Hello US customer, you are currently shopping on the UK site. To ensure you are charged in the correct currency and receive accurate shipping costs, please switch to the US website and re-add your product to your basket.
Many people who take medication such as statins may also wish to take For Cholesterol. This is absolutely fine. For Cholesterol does not interfere with the efficacy of statins, and its mechanisms of action are completely different to those of statins. Live cultures are confined within the gut, whereas statins act upon the liver to decrease production of cholesterol. We naturally play host to approximately 100 trillion microorganisms in our body. By comparison taking 1.2 billion live cultures daily is a relatively small amount, and the bacterial strains in For Cholesterol have no reported side effects or interactions with medicines and other natural supplements.
With regards to the alpha-linolenic acid in For Cholesterol: this type of omega 3 from chia seeds is different from the omega 3 found in fish oil, which is mainly in the form of EPA and DHA. These can both be taken at the same time since they work in different ways: alpha-linolenic acid can help to maintain normal cholesterol levels, whereas EPA and DHA can help to maintain normal triglyceride levels.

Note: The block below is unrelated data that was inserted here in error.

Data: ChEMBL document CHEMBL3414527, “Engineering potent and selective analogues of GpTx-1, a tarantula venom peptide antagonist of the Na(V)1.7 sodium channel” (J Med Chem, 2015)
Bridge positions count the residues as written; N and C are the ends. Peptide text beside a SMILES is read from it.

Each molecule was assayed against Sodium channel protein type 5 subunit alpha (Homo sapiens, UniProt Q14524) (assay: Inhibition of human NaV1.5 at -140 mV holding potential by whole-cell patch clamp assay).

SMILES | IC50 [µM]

There is 300mg of alpha-linolenic acid in For Cholesterol, which can form part of the suggested daily intake of 2g, recommended as part of a balanced diet to help maintain healthy cholesterol levels. However, if you are unsure as to whether it is appropriate for you to take alpha-linolenic acid supplements, then it's best to speak to your GP for personalised advice.
For Cholesterol also contains 0.22mg of vitamin B1, also known as thiamine. This is approximately 20% of the daily recommended intake. There are no known severe interactions for this vitamin with any medication, unless there is a known sensitivity, however, if you are unsure if you should take supplements containing thiamine, you should speak to your GP.
We recommend to always follow your doctor’s advice. It is important to have regular cholesterol tests and open discussions with your GP, advising them if you are taking natural supplements. If cholesterol levels are maintained at a low level over time, then your GP may wish to reduce the statin dose.
Those with serious health conditions should always consult their doctor before taking any natural supplements.
For more information on using live cultures for those with high cholesterol, healthcare professionals can visit Probiotic Professionals.
You may also like to read: Benefits of Alpha-linolenic acid
NB: Individuals taking Warfarin should tell their doctor immediately if they experience unusual bleeding, skin changes, ulcers or immediate and severe pain in any area of the body.
Author: Kerry Beeson, BSc (Nut.Med) Nutritional Therapist.